It’s barely March and already Bush is in trouble, not just with the Democrats but his own party. Howard Dean is getting the Democratic grassroots growing by doing his Red States tour, Tom DeLay is losing support in his own district in Texas, and a new poll from the New York Times finds that a majority of Americans “say President Bush does not share the priorities of most of the country on either domestic or foreign issues, are increasingly resistant to his proposal to revamp Social Security and say they are uneasy with Mr. Bush’s ability to make the right decisions about the retirement program….”
Sidney Blumenthal predicts the demise of Bush’s reform of Social Security, and with it goes his second term agenda, his legacy, and the hopes of the Republican majority.
The coming defeat of President Bush on Social Security will be the defining moment in domestic policy and politics for his second term and for the future of the Republican Party. It will be a central, clarifying event because Bush alone chose to make this fight.
Campaigning in 2004 on the trauma of Sept. 11, he won by the smallest margin of any incumbent president in American history. The Electoral College map was little changed from the deadlock of 2000. While Bush barely took two states he had lost before (Iowa and New Mexico), he lost one to John Kerry — New Hampshire. Bush’s political advisor, Karl Rove, had forecast a fundamental realignment that would establish Republican dominance, but Bush’s desperate political position required a series of tactics of character assassination against the Democratic candidate and culture war gambits on gay marriage, atmospherically organized around the fear factor of Sept. 11. The outcome was a strategic victory but not a structural one, and Bush’s campaign further polarized the country.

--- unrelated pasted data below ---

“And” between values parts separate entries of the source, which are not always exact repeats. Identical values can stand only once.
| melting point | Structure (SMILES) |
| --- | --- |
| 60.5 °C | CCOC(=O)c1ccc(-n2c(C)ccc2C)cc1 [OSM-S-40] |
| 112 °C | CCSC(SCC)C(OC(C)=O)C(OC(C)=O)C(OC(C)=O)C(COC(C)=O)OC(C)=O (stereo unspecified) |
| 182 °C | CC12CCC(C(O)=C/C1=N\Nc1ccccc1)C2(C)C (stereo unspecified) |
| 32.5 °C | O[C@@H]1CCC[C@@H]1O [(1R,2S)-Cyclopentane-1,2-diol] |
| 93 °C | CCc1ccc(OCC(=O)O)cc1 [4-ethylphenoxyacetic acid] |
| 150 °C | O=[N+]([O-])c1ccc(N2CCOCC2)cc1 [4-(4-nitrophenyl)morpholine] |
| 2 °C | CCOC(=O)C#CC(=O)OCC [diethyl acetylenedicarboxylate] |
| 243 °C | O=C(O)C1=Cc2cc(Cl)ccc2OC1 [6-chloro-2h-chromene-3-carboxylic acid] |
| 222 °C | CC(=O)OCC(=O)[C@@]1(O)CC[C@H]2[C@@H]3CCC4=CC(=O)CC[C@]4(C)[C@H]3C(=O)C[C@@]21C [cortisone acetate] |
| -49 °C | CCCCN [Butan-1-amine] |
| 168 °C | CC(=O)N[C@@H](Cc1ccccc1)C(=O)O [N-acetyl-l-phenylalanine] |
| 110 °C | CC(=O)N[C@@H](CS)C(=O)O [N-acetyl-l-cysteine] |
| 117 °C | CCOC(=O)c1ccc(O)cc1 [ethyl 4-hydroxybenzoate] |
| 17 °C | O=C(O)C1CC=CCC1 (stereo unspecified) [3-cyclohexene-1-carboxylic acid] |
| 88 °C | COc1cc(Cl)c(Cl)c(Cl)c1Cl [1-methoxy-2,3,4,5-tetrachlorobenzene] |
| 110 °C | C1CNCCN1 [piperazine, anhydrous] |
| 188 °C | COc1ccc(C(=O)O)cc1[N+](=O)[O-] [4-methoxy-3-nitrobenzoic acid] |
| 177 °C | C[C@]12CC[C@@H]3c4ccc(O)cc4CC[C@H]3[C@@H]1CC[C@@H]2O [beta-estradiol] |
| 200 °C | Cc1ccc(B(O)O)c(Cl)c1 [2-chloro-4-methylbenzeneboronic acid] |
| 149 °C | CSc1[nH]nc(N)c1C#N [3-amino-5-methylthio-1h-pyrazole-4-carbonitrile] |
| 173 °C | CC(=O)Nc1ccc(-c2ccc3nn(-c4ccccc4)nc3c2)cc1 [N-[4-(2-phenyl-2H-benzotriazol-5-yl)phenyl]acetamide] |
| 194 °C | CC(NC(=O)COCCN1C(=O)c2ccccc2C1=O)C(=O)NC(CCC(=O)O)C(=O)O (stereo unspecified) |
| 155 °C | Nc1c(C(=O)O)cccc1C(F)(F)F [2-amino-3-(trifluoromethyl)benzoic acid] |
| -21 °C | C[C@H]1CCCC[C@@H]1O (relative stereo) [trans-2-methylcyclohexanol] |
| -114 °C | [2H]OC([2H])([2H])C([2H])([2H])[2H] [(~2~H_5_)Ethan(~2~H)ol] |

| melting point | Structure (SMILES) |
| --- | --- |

In the chasm between his meager win and his grandiose ambition, Bush might have decided to form a government containing some moderate Republican and Democratic Cabinet members, claiming that the gravity of foreign crisis demanded national unity. But the thought never occurred to him. Instead, he bulled ahead in the hope of realizing the realignment that eluded him in the election.
And yet the more the public has learned of Bush’s plan, the more it has buckled. Poll after poll reveals that increased information leads to heightened resistance. Growing majorities oppose Bush’s program, Bush’s favorability rating has plunged to the lowest level of any president at this point in his second term, and trust in the Democrats has steadily risen.
In the face of public rejection, Bush retreats and attacks at the same time. He has announced that he is uncertain when or even if he will propose his own bill before Congress, while the White House says that the president will stage new rallies for the Social Security initiative that has yet to take any practical form.
Bush’s impending defeat on Social Security is no minor affair. He has made this the centerpiece of domestic policy of his second term. It is the decades-long culmination of the conservative wing’s hostility against Social Security and the Democratic Party. Projecting images of Roosevelt and Kennedy cannot distract from Bush’s intent to undermine the accomplishments of Democratic presidents. The repudiation of Bush on Social Security will be fundamental and profound and will shake the foundations of conservative Republicanism. Bush’s agony is only beginning, if the Democrats in the Senate can maintain their discipline.
Now is not the time to sit back and watch. It’s one thing to let someone self-destruct on his own, but when there’s an opportunity to help them, by all means let’s do it.